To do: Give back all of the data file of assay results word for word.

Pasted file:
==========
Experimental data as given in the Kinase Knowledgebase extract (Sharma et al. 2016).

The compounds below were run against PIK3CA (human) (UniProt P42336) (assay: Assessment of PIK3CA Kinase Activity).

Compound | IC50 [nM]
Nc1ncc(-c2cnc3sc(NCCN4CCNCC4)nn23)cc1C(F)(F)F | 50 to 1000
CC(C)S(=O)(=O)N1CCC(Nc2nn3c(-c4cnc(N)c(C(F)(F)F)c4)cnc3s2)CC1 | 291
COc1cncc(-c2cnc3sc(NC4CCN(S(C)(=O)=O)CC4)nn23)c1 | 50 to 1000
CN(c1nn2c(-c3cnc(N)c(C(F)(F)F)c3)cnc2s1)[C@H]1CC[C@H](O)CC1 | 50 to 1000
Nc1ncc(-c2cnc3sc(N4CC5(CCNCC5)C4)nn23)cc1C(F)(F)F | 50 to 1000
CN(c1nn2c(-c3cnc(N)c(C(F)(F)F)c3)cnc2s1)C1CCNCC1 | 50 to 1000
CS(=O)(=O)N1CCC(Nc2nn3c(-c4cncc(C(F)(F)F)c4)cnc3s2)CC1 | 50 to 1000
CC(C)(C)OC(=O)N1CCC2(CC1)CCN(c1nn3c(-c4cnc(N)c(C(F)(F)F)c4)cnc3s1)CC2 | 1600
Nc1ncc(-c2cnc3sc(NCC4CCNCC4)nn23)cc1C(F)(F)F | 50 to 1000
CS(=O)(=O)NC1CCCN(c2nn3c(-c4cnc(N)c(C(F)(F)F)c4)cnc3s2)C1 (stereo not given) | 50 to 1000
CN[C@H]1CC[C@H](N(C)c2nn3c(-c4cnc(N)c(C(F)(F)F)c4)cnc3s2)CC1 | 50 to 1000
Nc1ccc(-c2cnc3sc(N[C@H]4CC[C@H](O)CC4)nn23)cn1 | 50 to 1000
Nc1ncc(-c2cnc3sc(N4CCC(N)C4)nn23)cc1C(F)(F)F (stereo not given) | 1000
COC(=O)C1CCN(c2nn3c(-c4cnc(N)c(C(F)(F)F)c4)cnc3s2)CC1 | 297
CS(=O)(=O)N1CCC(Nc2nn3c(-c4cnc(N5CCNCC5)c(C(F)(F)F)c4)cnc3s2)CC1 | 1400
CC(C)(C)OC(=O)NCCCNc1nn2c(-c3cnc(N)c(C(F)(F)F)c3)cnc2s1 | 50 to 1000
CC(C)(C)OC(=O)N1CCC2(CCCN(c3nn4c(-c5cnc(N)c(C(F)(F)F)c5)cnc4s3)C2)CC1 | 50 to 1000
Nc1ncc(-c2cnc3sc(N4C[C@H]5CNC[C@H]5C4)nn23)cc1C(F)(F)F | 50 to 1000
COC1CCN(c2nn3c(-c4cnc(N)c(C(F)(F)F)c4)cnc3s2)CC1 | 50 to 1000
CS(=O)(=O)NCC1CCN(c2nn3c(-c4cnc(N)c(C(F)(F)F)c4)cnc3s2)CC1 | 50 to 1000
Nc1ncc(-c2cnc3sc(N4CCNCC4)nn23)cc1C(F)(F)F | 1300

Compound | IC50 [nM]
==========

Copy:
Experimental data as given in the Kinase Knowledgebase extract (Sharma et al. 2016).

The compounds below were run against PIK3CA (human) (UniProt P42336) (assay: Assessment of PIK3CA Kinase Activity).

Compound | IC50 [nM]
Nc1ncc(-c2cnc3sc(NCCN4CCNCC4)nn23)cc1C(F)(F)F | 50 to 1000
CC(C)S(=O)(=O)N1CCC(Nc2nn3c(-c4cnc(N)c(C(F)(F)F)c4)cnc3s2)CC1 | 291
COc1cncc(-c2cnc3sc(NC4CCN(S(C)(=O)=O)CC4)nn23)c1 | 50 to 1000
CN(c1nn2c(-c3cnc(N)c(C(F)(F)F)c3)cnc2s1)[C@H]1CC[C@H](O)CC1 | 50 to 1000
Nc1ncc(-c2cnc3sc(N4CC5(CCNCC5)C4)nn23)cc1C(F)(F)F | 50 to 1000
CN(c1nn2c(-c3cnc(N)c(C(F)(F)F)c3)cnc2s1)C1CCNCC1 | 50 to 1000
CS(=O)(=O)N1CCC(Nc2nn3c(-c4cncc(C(F)(F)F)c4)cnc3s2)CC1 | 50 to 1000
CC(C)(C)OC(=O)N1CCC2(CC1)CCN(c1nn3c(-c4cnc(N)c(C(F)(F)F)c4)cnc3s1)CC2 | 1600
Nc1ncc(-c2cnc3sc(NCC4CCNCC4)nn23)cc1C(F)(F)F | 50 to 1000
CS(=O)(=O)NC1CCCN(c2nn3c(-c4cnc(N)c(C(F)(F)F)c4)cnc3s2)C1 (stereo not given) | 50 to 1000
CN[C@H]1CC[C@H](N(C)c2nn3c(-c4cnc(N)c(C(F)(F)F)c4)cnc3s2)CC1 | 50 to 1000
Nc1ccc(-c2cnc3sc(N[C@H]4CC[C@H](O)CC4)nn23)cn1 | 50 to 1000
Nc1ncc(-c2cnc3sc(N4CCC(N)C4)nn23)cc1C(F)(F)F (stereo not given) | 1000
COC(=O)C1CCN(c2nn3c(-c4cnc(N)c(C(F)(F)F)c4)cnc3s2)CC1 | 297
CS(=O)(=O)N1CCC(Nc2nn3c(-c4cnc(N5CCNCC5)c(C(F)(F)F)c4)cnc3s2)CC1 | 1400
CC(C)(C)OC(=O)NCCCNc1nn2c(-c3cnc(N)c(C(F)(F)F)c3)cnc2s1 | 50 to 1000
CC(C)(C)OC(=O)N1CCC2(CCCN(c3nn4c(-c5cnc(N)c(C(F)(F)F)c5)cnc4s3)C2)CC1 | 50 to 1000
Nc1ncc(-c2cnc3sc(N4C[C@H]5CNC[C@H]5C4)nn23)cc1C(F)(F)F | 50 to 1000
COC1CCN(c2nn3c(-c4cnc(N)c(C(F)(F)F)c4)cnc3s2)CC1 | 50 to 1000
CS(=O)(=O)NCC1CCN(c2nn3c(-c4cnc(N)c(C(F)(F)F)c4)cnc3s2)CC1 | 50 to 1000
Nc1ncc(-c2cnc3sc(N4CCNCC4)nn23)cc1C(F)(F)F | 1300

Compound | IC50 [nM]